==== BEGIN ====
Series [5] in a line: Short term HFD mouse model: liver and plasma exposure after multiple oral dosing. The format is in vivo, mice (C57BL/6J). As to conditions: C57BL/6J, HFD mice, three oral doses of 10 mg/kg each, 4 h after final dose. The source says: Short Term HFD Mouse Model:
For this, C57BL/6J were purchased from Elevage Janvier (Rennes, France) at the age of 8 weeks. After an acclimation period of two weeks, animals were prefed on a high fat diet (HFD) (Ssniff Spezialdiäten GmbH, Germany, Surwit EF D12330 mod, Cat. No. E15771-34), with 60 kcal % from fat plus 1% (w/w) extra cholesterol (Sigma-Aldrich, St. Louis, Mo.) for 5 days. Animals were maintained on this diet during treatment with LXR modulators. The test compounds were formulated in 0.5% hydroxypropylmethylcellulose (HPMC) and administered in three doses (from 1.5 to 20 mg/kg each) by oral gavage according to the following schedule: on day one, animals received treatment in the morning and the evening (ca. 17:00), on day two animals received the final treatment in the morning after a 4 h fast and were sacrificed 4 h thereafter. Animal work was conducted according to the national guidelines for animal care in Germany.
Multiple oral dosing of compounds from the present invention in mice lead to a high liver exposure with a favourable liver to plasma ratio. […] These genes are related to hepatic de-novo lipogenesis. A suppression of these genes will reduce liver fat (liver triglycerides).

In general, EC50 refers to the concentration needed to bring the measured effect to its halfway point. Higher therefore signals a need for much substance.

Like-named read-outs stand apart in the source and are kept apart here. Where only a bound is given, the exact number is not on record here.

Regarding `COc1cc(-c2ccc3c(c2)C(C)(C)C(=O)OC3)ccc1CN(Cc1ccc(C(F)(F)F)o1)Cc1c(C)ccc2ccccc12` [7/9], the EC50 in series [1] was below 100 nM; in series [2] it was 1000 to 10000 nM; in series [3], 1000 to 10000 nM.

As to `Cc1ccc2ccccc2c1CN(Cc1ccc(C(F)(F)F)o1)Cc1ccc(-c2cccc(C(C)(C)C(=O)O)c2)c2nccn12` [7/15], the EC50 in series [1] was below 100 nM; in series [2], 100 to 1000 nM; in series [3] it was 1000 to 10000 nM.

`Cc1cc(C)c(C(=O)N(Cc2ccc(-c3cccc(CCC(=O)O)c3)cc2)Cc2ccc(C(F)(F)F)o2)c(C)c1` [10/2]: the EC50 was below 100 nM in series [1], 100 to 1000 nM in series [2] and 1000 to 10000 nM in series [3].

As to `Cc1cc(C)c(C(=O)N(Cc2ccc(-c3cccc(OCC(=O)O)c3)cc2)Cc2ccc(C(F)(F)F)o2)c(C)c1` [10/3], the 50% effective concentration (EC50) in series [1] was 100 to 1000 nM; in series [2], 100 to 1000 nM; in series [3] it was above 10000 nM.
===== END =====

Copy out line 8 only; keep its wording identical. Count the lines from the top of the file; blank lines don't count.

`Cc1cc(C)c(C(=O)N(Cc2ccc(-c3cccc(CCC(=O)O)c3)cc2)Cc2ccc(C(F)(F)F)o2)c(C)c1` [10/2]: the EC50 was below 100 nM in series [1], 100 to 1000 nM in series [2] and 1000 to 10000 nM in series [3].